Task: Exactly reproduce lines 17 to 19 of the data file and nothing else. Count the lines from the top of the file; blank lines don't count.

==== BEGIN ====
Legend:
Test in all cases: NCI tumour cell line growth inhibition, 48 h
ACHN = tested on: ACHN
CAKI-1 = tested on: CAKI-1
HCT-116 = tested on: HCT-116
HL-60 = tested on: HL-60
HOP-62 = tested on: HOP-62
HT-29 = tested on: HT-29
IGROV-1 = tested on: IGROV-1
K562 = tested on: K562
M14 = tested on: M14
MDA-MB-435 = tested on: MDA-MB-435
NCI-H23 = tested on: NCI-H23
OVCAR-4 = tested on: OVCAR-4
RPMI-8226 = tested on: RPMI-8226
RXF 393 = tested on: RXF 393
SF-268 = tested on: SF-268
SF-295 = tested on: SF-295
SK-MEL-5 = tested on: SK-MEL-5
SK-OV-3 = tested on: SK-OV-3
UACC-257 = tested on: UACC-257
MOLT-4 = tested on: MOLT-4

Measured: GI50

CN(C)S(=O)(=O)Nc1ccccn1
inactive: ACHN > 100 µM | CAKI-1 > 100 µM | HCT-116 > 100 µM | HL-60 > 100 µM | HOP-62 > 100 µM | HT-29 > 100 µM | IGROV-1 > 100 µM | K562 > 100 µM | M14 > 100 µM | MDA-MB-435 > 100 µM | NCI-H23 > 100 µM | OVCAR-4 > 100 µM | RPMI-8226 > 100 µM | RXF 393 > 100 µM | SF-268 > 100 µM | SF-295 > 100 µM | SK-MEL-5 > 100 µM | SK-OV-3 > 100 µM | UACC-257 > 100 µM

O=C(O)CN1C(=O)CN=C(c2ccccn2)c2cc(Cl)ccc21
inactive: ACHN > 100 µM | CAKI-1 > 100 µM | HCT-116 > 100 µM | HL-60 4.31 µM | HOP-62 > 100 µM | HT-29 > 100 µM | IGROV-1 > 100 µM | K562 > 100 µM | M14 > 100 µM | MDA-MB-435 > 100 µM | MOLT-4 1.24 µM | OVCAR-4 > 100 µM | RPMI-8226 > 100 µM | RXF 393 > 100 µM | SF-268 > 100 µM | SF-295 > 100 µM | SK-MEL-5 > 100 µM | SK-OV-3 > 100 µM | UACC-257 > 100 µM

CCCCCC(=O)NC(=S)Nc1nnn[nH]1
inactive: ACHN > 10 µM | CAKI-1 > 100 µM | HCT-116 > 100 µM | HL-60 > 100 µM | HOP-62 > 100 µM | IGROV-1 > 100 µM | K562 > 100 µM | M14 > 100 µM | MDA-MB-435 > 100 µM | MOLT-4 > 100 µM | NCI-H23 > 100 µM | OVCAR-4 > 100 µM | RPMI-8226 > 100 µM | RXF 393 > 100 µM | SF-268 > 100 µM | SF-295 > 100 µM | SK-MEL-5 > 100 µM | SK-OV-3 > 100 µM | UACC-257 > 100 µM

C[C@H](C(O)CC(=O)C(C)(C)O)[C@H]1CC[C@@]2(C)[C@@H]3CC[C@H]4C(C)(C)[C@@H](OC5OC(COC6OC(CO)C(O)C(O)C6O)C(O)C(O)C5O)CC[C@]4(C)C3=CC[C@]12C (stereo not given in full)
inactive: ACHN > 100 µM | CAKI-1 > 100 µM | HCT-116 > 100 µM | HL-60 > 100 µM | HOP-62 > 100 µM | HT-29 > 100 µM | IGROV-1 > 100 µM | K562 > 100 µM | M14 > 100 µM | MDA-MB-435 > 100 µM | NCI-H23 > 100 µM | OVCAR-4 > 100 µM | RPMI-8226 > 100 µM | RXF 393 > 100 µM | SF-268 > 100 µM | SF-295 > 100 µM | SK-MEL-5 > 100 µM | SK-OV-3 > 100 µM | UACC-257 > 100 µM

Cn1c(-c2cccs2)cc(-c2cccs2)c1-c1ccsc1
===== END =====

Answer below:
SF-268 = tested on: SF-268
SF-295 = tested on: SF-295
SK-MEL-5 = tested on: SK-MEL-5